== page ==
Title of Project: The Third Factor in Language Evolution
My research addresses how Homo sapiens uniquely acquired an ability for language some time in the past seven million years. I aim to root our species’ apparent evolutionary luck in deep principles of cognitive design by relating the study of bio-linguistics to theories of minimalist syntax and its interfaces with morphology and semantics.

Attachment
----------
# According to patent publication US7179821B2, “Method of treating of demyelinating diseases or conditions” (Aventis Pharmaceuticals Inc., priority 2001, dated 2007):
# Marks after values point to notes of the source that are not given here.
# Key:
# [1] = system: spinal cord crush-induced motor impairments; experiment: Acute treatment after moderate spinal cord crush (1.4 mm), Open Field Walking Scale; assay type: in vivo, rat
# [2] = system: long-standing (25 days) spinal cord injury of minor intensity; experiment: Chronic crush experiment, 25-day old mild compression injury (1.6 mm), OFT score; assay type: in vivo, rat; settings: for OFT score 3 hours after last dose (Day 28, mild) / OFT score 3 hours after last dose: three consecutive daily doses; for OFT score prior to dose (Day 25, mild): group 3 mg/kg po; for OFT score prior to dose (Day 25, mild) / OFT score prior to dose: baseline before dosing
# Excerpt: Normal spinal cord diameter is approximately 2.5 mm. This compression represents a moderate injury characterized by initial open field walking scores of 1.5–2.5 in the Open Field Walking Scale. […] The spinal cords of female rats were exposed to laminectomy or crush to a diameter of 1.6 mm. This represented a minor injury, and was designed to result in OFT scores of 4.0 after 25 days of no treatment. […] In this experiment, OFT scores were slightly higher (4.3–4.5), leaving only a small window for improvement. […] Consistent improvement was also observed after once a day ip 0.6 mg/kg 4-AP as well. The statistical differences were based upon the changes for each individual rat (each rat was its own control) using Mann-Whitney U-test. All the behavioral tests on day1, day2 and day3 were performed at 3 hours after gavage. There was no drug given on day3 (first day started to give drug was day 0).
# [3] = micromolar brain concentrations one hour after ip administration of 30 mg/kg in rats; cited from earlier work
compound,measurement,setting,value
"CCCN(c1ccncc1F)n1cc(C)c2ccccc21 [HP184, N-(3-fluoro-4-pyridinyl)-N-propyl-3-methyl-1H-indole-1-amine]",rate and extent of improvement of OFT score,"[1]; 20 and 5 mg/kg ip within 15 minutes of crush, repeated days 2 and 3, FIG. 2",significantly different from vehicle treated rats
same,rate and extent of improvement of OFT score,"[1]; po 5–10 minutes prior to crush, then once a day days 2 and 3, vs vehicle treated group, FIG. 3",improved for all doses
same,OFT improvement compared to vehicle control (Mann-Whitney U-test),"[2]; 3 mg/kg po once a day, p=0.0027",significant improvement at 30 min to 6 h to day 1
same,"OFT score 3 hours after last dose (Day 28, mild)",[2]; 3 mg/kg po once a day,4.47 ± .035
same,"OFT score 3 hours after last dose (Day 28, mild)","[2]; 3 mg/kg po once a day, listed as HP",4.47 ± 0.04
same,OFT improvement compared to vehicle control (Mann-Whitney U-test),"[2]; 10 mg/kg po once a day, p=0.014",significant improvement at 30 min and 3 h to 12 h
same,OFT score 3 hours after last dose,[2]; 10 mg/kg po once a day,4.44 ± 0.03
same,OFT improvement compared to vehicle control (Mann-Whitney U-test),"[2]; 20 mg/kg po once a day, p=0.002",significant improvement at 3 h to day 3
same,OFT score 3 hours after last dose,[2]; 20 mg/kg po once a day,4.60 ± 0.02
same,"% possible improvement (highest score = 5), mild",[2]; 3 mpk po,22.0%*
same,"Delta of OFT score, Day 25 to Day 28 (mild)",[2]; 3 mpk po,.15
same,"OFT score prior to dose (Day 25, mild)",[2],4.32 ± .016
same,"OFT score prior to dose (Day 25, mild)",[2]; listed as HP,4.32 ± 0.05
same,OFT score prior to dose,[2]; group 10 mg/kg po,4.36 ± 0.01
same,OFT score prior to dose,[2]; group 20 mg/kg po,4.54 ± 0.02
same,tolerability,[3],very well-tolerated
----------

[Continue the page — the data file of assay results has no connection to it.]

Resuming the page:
The task I in effect set myself is to show how it is possible to model the structure of language as the structure of (some part of) thought itself, rather than as merely a facilitator for the communication of thoughts, with structures that remain obscure. If successful, this model would suggest that the structure of language has precursors in our non-human ancestors and is likely shared by many other modern species, despite the uniqueness of our communicative ability. Contrary to other prominent hypotheses in generative linguistics, I therefore hope to establish that our species need only have evolved such a communicative ability, the underlying structure being pre-existent.